The North American Fly Fishing Forum


Go Back   The North American Fly Fishing Forum > General Fly Fishing Discussion > Warmwater Fly Fishing

Warmwater Fly Fishing Bass, Bream, Perch, etc...

Reply
 
LinkBack Thread Tools Display Modes
  #1 (permalink)  
Old 04-18-2007, 09:43 AM
Senior Member
 
Join Date: Sep 2006
Location: Kansas
Posts: 586
Flyfisher for men is a name known to allFlyfisher for men is a name known to allFlyfisher for men is a name known to allFlyfisher for men is a name known to allFlyfisher for men is a name known to allFlyfisher for men is a name known to all
Default Ahhhh, Panfish!

Yesterday evening, on a whim, I hit a local pond for an hour and found the bluegills and an occassional crappie just gung-ho for nymphs. Nothing huge, but fast enough to come close to a fish every cast and end up with enough keepers to fry for a meal this week.

Nobody's ever considered bluegills to be exotic, but there's something just absolutely delightful about a fish that pounds the fly, gives all they've got for fight, and then have another one waiting for the next cast.

Looking forward to the eating....
Reply With Quote
  #2 (permalink)  
Old 04-18-2007, 09:58 AM
Piscator's Avatar
Prospecting for Trout
 
Join Date: Aug 2005
Posts: 390
Piscator will become famous soon enoughPiscator will become famous soon enough
Default Re: Ahhhh, Panfish!

Fr Marion,
Sounds like you had a great time. I had the same situation about a week ago at a small pond. The bluegill are so much more fun to catch compared to the crappie. The sure do fight harder and some times I thought I had a small bass with the way they were fighting. Glad you had a great time. Hope the fish fry goes well.
Later,
Terry
__________________
"Many men go fishing all their lives without knowing that it is not fish they are after"
Henry David Thoreau
Reply With Quote
  #3 (permalink)  
Old 04-23-2007, 01:22 PM
Reactor's Avatar
Member
 
Join Date: Jan 2007
Posts: 63
Reactor has a spectacular aura aboutReactor has a spectacular aura about
Default Re: Ahhhh, Panfish!

Well the ice has melted and the torrential rains have subsided long enough to get out and fish for a couple of hours. The water is still cold but I managed to catch on bluegill and one large mouth bass on a streamer. Come on 58 degree water. The crappie will be spawning soon. I like them over the bluegills because I find them easier to filet and they produce larger filets.
Reply With Quote
  #4 (permalink)  
Old 04-23-2007, 10:34 PM
New Member
 
Join Date: Apr 2007
Posts: 1
BassAssassin is on a distinguished road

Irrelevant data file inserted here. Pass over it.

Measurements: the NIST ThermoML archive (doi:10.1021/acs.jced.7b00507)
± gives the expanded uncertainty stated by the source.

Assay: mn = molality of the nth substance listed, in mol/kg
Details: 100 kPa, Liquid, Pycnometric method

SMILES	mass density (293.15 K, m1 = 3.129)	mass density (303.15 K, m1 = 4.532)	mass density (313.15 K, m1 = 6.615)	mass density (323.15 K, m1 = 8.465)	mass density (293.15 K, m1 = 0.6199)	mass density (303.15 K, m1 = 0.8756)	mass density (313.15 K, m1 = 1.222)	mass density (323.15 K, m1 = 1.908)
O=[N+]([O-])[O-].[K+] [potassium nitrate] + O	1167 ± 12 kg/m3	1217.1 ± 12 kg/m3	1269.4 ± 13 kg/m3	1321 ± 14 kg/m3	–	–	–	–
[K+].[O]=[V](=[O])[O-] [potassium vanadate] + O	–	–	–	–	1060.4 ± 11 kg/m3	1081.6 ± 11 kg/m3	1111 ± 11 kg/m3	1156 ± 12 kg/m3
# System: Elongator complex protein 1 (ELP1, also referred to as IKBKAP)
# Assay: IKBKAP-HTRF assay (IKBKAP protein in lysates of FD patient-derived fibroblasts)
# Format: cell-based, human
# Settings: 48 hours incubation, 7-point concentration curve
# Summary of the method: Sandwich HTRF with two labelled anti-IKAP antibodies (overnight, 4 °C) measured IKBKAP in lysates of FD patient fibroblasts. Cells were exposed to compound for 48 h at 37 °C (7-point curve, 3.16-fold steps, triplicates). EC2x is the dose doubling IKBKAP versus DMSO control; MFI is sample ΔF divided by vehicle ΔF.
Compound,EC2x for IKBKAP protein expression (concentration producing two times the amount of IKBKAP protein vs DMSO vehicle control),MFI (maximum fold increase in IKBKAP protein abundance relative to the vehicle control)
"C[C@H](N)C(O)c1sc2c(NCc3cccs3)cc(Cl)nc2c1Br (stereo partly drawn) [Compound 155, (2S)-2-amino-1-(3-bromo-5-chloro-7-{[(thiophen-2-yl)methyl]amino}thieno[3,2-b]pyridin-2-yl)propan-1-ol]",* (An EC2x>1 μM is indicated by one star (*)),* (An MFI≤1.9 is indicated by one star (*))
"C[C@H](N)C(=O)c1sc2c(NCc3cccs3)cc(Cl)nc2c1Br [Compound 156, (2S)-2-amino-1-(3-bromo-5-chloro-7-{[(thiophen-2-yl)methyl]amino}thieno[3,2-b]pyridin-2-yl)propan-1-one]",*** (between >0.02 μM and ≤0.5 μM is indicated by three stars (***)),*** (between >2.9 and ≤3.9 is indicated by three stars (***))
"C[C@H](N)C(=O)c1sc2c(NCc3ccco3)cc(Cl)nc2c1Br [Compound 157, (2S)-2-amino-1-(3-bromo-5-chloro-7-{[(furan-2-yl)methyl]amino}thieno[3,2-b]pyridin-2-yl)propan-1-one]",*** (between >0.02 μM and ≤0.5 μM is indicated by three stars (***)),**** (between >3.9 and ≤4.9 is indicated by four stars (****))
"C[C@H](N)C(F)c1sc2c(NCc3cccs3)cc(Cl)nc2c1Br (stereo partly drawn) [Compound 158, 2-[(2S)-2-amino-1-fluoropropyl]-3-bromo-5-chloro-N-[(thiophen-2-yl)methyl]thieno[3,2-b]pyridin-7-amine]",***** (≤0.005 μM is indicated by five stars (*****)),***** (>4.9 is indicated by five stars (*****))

Default Re: Ahhhh, Panfish!

I went out yesterday as well w/ a buddy. He had a ultra light outfit and I had my 6wt. Caught 18 Blue Gill on a Foam Spider and 12 Crappie on a White Wooly Bugger. My buddy caught nothing. Called me today and wants me to teach him how to fly fish. Another convert
Reply With Quote
  #5 (permalink)  
Old 05-07-2007, 09:02 PM
Member
 
Join Date: Oct 2006
Posts: 30
pierce652 is on a distinguished road
Default Re: Ahhhh, Panfish!

This may be a very stupid question but how do you fish a nymph in a pond? Short slow strips?
Reply With Quote
  #6 (permalink)  
Old 05-07-2007, 09:49 PM
zerolimit's Avatar
Senior Member
 
Join Date: Jan 2007
Posts: 157
zerolimit is on a distinguished road
Default Re: Ahhhh, Panfish!

I'm right there with you. I did just the same yesterday in a couple of local ponds with bluegill an green sunfish. I hiked in to a new pond and found it to be extremely fishy with excellent structure. Unfortunately, it was nearly unfishable without a float tube. I say nearly because I was able to fool a couple of sunfish and one bluegill on a small damsel fly nymph with a bow and arrow cast through a small opening in the brush with my three weight. There was a big damsel and dragon hatch going on.

Pierce, not a stupid question at all. It depends on what kind of nymph we are talking about. If it's a bug that has the ability to swim a bit, you can animate it to a degree to emulate the natural. With the tiny flies, it can be difficult to detect the strike unless you can see the fly and/or the fish. You could certainly utilize some sort of strike indicator setup.

In the case of the damsel nymph I was fishing, I really didn't think much about it. Hard enough just to get it to the fish. It was a sight fishing situation and I just allowed the nymph to slowly sink on its own watching for the take. They were very spooky but there were fish literally waiting in line for the take. It was interesting to watch the pecking order.